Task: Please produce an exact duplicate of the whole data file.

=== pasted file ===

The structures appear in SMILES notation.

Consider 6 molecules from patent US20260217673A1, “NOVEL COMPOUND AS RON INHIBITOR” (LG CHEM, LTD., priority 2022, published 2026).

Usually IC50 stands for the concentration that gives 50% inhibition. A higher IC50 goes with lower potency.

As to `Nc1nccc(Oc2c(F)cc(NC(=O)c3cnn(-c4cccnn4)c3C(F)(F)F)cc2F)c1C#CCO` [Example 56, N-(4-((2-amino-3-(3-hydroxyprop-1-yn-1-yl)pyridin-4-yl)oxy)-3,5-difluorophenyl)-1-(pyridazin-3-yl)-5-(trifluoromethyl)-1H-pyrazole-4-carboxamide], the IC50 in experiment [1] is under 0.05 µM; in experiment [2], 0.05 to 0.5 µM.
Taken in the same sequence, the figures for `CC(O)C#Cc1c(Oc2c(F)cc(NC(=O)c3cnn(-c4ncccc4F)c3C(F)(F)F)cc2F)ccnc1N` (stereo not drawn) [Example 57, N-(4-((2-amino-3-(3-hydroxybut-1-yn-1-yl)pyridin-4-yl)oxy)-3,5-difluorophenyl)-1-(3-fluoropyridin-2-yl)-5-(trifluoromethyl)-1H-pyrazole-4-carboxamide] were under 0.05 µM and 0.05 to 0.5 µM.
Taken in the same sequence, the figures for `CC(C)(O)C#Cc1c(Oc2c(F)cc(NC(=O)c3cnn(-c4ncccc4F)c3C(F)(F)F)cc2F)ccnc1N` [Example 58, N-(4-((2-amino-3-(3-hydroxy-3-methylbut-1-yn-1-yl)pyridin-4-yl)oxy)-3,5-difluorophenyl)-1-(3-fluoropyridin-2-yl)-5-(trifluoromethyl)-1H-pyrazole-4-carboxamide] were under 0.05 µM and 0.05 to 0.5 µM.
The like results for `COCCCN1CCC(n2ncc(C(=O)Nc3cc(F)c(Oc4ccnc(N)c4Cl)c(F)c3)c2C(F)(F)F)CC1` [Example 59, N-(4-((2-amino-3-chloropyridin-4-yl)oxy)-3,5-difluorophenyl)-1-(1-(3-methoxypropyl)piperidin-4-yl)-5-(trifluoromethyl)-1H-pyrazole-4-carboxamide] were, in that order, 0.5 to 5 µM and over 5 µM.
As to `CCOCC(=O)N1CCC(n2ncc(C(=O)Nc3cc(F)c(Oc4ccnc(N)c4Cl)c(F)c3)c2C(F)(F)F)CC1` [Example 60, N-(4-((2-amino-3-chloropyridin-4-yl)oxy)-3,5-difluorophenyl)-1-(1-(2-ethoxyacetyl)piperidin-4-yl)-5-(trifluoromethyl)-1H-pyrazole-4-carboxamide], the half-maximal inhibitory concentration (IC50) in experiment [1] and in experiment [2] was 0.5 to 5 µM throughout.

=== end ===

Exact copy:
The structures appear in SMILES notation.

Consider 6 molecules from patent US20260217673A1, “NOVEL COMPOUND AS RON INHIBITOR” (LG CHEM, LTD., priority 2022, published 2026).

Usually IC50 stands for the concentration that gives 50% inhibition. A higher IC50 goes with lower potency.

As to `Nc1nccc(Oc2c(F)cc(NC(=O)c3cnn(-c4cccnn4)c3C(F)(F)F)cc2F)c1C#CCO` [Example 56, N-(4-((2-amino-3-(3-hydroxyprop-1-yn-1-yl)pyridin-4-yl)oxy)-3,5-difluorophenyl)-1-(pyridazin-3-yl)-5-(trifluoromethyl)-1H-pyrazole-4-carboxamide], the IC50 in experiment [1] is under 0.05 µM; in experiment [2], 0.05 to 0.5 µM.
Taken in the same sequence, the figures for `CC(O)C#Cc1c(Oc2c(F)cc(NC(=O)c3cnn(-c4ncccc4F)c3C(F)(F)F)cc2F)ccnc1N` (stereo not drawn) [Example 57, N-(4-((2-amino-3-(3-hydroxybut-1-yn-1-yl)pyridin-4-yl)oxy)-3,5-difluorophenyl)-1-(3-fluoropyridin-2-yl)-5-(trifluoromethyl)-1H-pyrazole-4-carboxamide] were under 0.05 µM and 0.05 to 0.5 µM.
Taken in the same sequence, the figures for `CC(C)(O)C#Cc1c(Oc2c(F)cc(NC(=O)c3cnn(-c4ncccc4F)c3C(F)(F)F)cc2F)ccnc1N` [Example 58, N-(4-((2-amino-3-(3-hydroxy-3-methylbut-1-yn-1-yl)pyridin-4-yl)oxy)-3,5-difluorophenyl)-1-(3-fluoropyridin-2-yl)-5-(trifluoromethyl)-1H-pyrazole-4-carboxamide] were under 0.05 µM and 0.05 to 0.5 µM.
The like results for `COCCCN1CCC(n2ncc(C(=O)Nc3cc(F)c(Oc4ccnc(N)c4Cl)c(F)c3)c2C(F)(F)F)CC1` [Example 59, N-(4-((2-amino-3-chloropyridin-4-yl)oxy)-3,5-difluorophenyl)-1-(1-(3-methoxypropyl)piperidin-4-yl)-5-(trifluoromethyl)-1H-pyrazole-4-carboxamide] were, in that order, 0.5 to 5 µM and over 5 µM.
As to `CCOCC(=O)N1CCC(n2ncc(C(=O)Nc3cc(F)c(Oc4ccnc(N)c4Cl)c(F)c3)c2C(F)(F)F)CC1` [Example 60, N-(4-((2-amino-3-chloropyridin-4-yl)oxy)-3,5-difluorophenyl)-1-(1-(2-ethoxyacetyl)piperidin-4-yl)-5-(trifluoromethyl)-1H-pyrazole-4-carboxamide], the half-maximal inhibitory concentration (IC50) in experiment [1] and in experiment [2] was 0.5 to 5 µM throughout.